Almost $600 million has been paid into taxpayers’ bank accounts in the past two months, after the first season of automatic tax assessments.
Revenue Minister Stuart Nash says the completion of this year’s tax refund season is a significant milestone.
“The ability of Inland Revenue to run auto calculations for the first time reinforces efforts to ensure everyone pays their fair share of tax. The refunds are $188 million higher than last year,” Mr Nash says.
“Gone are the days of effectively having to apply for a refund. If you pay too much tax throughout the year, we can now refund that money straight to your bank account. The process is also faster for many taxpayers.
“We have just proved that the auto-calculation system is possible and I’m pleased with what we have achieved in the first tax refund season. Refunds have been difficult for many taxpayers to figure out in the past.
Inland Revenue has completed assessments for 2,579,172 customers since the end of May, which include:
- 1,330,484 refunds
- 270,952 bills to pay
- 882,682 customers who have a refund of less than one dollar or who have had a small bill written off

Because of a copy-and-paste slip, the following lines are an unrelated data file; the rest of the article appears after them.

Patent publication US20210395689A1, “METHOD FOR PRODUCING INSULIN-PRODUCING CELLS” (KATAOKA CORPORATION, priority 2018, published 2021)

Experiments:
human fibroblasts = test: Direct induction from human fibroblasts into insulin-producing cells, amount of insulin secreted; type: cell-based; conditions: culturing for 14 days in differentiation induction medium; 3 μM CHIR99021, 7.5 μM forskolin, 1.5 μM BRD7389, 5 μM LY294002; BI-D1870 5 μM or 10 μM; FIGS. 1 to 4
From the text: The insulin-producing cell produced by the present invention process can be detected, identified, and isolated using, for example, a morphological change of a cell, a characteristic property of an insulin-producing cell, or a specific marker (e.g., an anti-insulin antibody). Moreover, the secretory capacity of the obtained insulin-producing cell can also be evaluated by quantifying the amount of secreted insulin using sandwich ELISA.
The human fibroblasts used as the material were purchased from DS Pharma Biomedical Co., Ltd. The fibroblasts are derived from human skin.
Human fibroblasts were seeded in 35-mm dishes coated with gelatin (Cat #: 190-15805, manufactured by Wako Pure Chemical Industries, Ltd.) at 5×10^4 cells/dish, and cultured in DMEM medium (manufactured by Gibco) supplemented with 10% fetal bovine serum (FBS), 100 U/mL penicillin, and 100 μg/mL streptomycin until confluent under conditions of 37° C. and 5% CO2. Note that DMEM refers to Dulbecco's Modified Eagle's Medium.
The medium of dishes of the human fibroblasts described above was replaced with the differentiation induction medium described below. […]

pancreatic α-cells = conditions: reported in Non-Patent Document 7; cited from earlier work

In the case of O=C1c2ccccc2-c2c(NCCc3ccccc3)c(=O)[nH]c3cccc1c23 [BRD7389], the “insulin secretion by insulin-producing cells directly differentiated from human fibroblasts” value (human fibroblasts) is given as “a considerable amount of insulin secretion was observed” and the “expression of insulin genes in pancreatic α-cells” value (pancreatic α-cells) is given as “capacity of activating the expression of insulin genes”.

- 95,054 customers either paid exactly the right amount of tax over the year or had no income over the period.
“The total value of refunds so far is $572 million with an average payment of $430. There are bills to pay worth $95.5 million with an average amount owing of around $353. Those bills don’t fall due until 7 February 2020.
“Automatic tax assessments are possible because of changes to tax legislation which were opposed by the National Party. Its attempt to stand in the way of improvements for hard-working kiwis shows it cannot be trusted to deliver on the question of tax fairness.
“The coalition government has worked hard to improve the fairness of the system. Further changes, such as the removal of unnecessary secondary tax codes and the ability to ensure people are on the correct Prescribed Investor Rates, will ensure more New Zealanders pay the right amount of tax at the right time,” Mr Nash says.